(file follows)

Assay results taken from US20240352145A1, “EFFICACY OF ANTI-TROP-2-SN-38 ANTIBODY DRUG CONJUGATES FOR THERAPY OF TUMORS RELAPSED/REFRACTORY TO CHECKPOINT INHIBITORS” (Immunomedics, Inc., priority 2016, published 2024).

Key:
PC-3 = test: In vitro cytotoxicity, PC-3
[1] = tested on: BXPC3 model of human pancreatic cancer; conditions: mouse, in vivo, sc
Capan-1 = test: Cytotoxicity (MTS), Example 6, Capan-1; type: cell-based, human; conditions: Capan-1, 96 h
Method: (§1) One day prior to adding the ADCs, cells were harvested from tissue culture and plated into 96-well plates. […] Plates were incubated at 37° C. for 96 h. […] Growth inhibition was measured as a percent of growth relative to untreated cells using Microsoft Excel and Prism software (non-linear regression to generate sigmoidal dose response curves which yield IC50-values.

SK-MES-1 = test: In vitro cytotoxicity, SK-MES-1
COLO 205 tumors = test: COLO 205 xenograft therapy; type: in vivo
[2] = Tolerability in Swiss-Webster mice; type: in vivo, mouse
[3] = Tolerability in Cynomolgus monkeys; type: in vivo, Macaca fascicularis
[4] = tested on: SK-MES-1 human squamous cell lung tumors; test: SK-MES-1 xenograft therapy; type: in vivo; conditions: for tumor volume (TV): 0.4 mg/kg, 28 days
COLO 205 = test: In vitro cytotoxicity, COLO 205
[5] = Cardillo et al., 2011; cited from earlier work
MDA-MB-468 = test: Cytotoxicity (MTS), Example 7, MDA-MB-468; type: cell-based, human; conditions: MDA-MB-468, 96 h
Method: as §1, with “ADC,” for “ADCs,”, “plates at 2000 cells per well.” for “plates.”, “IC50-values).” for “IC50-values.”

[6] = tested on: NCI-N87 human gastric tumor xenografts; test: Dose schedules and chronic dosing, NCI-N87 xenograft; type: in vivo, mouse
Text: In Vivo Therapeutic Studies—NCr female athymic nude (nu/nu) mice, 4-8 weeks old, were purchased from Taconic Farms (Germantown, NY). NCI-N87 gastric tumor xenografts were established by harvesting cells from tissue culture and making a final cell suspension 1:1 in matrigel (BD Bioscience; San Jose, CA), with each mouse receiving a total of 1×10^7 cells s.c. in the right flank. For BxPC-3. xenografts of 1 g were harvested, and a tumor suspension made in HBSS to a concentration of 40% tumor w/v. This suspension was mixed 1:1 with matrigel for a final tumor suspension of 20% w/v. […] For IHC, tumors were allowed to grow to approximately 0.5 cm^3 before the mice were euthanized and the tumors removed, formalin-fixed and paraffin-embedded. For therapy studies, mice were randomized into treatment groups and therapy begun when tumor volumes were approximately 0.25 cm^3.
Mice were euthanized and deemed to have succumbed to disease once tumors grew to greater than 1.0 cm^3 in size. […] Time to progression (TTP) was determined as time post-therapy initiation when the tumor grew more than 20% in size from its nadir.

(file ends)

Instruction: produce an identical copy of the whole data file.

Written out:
Assay results taken from US20240352145A1, “EFFICACY OF ANTI-TROP-2-SN-38 ANTIBODY DRUG CONJUGATES FOR THERAPY OF TUMORS RELAPSED/REFRACTORY TO CHECKPOINT INHIBITORS” (Immunomedics, Inc., priority 2016, published 2024).

Key:
PC-3 = test: In vitro cytotoxicity, PC-3
[1] = tested on: BXPC3 model of human pancreatic cancer; conditions: mouse, in vivo, sc
Capan-1 = test: Cytotoxicity (MTS), Example 6, Capan-1; type: cell-based, human; conditions: Capan-1, 96 h
Method: (§1) One day prior to adding the ADCs, cells were harvested from tissue culture and plated into 96-well plates. […] Plates were incubated at 37° C. for 96 h. […] Growth inhibition was measured as a percent of growth relative to untreated cells using Microsoft Excel and Prism software (non-linear regression to generate sigmoidal dose response curves which yield IC50-values.

SK-MES-1 = test: In vitro cytotoxicity, SK-MES-1
COLO 205 tumors = test: COLO 205 xenograft therapy; type: in vivo
[2] = Tolerability in Swiss-Webster mice; type: in vivo, mouse
[3] = Tolerability in Cynomolgus monkeys; type: in vivo, Macaca fascicularis
[4] = tested on: SK-MES-1 human squamous cell lung tumors; test: SK-MES-1 xenograft therapy; type: in vivo; conditions: for tumor volume (TV): 0.4 mg/kg, 28 days
COLO 205 = test: In vitro cytotoxicity, COLO 205
[5] = Cardillo et al., 2011; cited from earlier work
MDA-MB-468 = test: Cytotoxicity (MTS), Example 7, MDA-MB-468; type: cell-based, human; conditions: MDA-MB-468, 96 h
Method: as §1, with “ADC,” for “ADCs,”, “plates at 2000 cells per well.” for “plates.”, “IC50-values).” for “IC50-values.”

[6] = tested on: NCI-N87 human gastric tumor xenografts; test: Dose schedules and chronic dosing, NCI-N87 xenograft; type: in vivo, mouse
Text: In Vivo Therapeutic Studies—NCr female athymic nude (nu/nu) mice, 4-8 weeks old, were purchased from Taconic Farms (Germantown, NY). NCI-N87 gastric tumor xenografts were established by harvesting cells from tissue culture and making a final cell suspension 1:1 in matrigel (BD Bioscience; San Jose, CA), with each mouse receiving a total of 1×10^7 cells s.c. in the right flank. For BxPC-3. xenografts of 1 g were harvested, and a tumor suspension made in HBSS to a concentration of 40% tumor w/v. This suspension was mixed 1:1 with matrigel for a final tumor suspension of 20% w/v. […] For IHC, tumors were allowed to grow to approximately 0.5 cm^3 before the mice were euthanized and the tumors removed, formalin-fixed and paraffin-embedded. For therapy studies, mice were randomized into treatment groups and therapy begun when tumor volumes were approximately 0.25 cm^3.
Mice were euthanized and deemed to have succumbed to disease once tumors grew to greater than 1.0 cm^3 in size. […] Time to progression (TTP) was determined as time post-therapy initiation when the tumor grew more than 20% in size from its nadir.